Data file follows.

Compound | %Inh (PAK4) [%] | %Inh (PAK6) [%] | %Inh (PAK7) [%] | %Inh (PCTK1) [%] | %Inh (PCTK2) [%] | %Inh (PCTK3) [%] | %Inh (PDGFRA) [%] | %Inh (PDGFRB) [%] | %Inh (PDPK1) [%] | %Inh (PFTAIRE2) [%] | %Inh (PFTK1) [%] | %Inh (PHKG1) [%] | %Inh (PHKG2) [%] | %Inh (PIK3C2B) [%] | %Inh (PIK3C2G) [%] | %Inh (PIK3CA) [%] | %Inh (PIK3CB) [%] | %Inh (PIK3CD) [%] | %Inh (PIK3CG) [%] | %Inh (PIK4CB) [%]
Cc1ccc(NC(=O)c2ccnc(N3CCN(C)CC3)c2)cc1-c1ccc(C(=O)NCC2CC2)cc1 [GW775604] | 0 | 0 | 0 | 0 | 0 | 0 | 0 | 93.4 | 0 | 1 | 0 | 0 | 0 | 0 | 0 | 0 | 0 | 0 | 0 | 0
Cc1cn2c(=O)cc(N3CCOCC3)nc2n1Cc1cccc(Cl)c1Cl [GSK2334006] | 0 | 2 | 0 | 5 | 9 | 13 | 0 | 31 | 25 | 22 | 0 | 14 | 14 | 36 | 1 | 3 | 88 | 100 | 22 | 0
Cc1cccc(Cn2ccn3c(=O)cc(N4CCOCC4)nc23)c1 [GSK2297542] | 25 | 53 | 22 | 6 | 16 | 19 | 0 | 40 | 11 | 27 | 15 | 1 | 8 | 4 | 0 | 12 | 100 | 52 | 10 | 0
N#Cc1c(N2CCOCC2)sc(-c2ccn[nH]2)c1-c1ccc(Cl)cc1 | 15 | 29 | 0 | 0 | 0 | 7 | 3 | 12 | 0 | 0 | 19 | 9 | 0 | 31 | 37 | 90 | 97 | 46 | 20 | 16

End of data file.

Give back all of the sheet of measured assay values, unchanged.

Compound | %Inh (PAK4) [%] | %Inh (PAK6) [%] | %Inh (PAK7) [%] | %Inh (PCTK1) [%] | %Inh (PCTK2) [%] | %Inh (PCTK3) [%] | %Inh (PDGFRA) [%] | %Inh (PDGFRB) [%] | %Inh (PDPK1) [%] | %Inh (PFTAIRE2) [%] | %Inh (PFTK1) [%] | %Inh (PHKG1) [%] | %Inh (PHKG2) [%] | %Inh (PIK3C2B) [%] | %Inh (PIK3C2G) [%] | %Inh (PIK3CA) [%] | %Inh (PIK3CB) [%] | %Inh (PIK3CD) [%] | %Inh (PIK3CG) [%] | %Inh (PIK4CB) [%]
Cc1ccc(NC(=O)c2ccnc(N3CCN(C)CC3)c2)cc1-c1ccc(C(=O)NCC2CC2)cc1 [GW775604] | 0 | 0 | 0 | 0 | 0 | 0 | 0 | 93.4 | 0 | 1 | 0 | 0 | 0 | 0 | 0 | 0 | 0 | 0 | 0 | 0
Cc1cn2c(=O)cc(N3CCOCC3)nc2n1Cc1cccc(Cl)c1Cl [GSK2334006] | 0 | 2 | 0 | 5 | 9 | 13 | 0 | 31 | 25 | 22 | 0 | 14 | 14 | 36 | 1 | 3 | 88 | 100 | 22 | 0
Cc1cccc(Cn2ccn3c(=O)cc(N4CCOCC4)nc23)c1 [GSK2297542] | 25 | 53 | 22 | 6 | 16 | 19 | 0 | 40 | 11 | 27 | 15 | 1 | 8 | 4 | 0 | 12 | 100 | 52 | 10 | 0
N#Cc1c(N2CCOCC2)sc(-c2ccn[nH]2)c1-c1ccc(Cl)cc1 | 15 | 29 | 0 | 0 | 0 | 7 | 3 | 12 | 0 | 0 | 19 | 9 | 0 | 31 | 37 | 90 | 97 | 46 | 20 | 16